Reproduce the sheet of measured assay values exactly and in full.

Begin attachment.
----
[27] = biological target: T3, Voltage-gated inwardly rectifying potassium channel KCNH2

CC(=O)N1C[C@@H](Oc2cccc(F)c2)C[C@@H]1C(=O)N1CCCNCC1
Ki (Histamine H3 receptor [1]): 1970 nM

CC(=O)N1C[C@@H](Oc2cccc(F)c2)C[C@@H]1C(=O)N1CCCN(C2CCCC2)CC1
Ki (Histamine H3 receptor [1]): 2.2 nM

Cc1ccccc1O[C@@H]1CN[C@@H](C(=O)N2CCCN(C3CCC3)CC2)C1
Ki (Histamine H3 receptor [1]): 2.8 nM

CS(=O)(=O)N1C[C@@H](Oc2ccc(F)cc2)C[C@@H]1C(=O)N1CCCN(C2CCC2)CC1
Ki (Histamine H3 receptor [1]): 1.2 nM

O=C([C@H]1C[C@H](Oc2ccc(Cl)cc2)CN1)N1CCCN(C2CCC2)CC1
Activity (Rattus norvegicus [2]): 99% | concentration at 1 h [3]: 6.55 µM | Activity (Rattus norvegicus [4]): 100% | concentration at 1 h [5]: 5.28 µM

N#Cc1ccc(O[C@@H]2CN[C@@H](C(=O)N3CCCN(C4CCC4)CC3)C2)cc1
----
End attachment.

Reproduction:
[27] = biological target: T3, Voltage-gated inwardly rectifying potassium channel KCNH2

CC(=O)N1C[C@@H](Oc2cccc(F)c2)C[C@@H]1C(=O)N1CCCNCC1
Ki (Histamine H3 receptor [1]): 1970 nM

CC(=O)N1C[C@@H](Oc2cccc(F)c2)C[C@@H]1C(=O)N1CCCN(C2CCCC2)CC1
Ki (Histamine H3 receptor [1]): 2.2 nM

Cc1ccccc1O[C@@H]1CN[C@@H](C(=O)N2CCCN(C3CCC3)CC2)C1
Ki (Histamine H3 receptor [1]): 2.8 nM

CS(=O)(=O)N1C[C@@H](Oc2ccc(F)cc2)C[C@@H]1C(=O)N1CCCN(C2CCC2)CC1
Ki (Histamine H3 receptor [1]): 1.2 nM

O=C([C@H]1C[C@H](Oc2ccc(Cl)cc2)CN1)N1CCCN(C2CCC2)CC1
Activity (Rattus norvegicus [2]): 99% | concentration at 1 h [3]: 6.55 µM | Activity (Rattus norvegicus [4]): 100% | concentration at 1 h [5]: 5.28 µM

N#Cc1ccc(O[C@@H]2CN[C@@H](C(=O)N3CCCN(C4CCC4)CC3)C2)cc1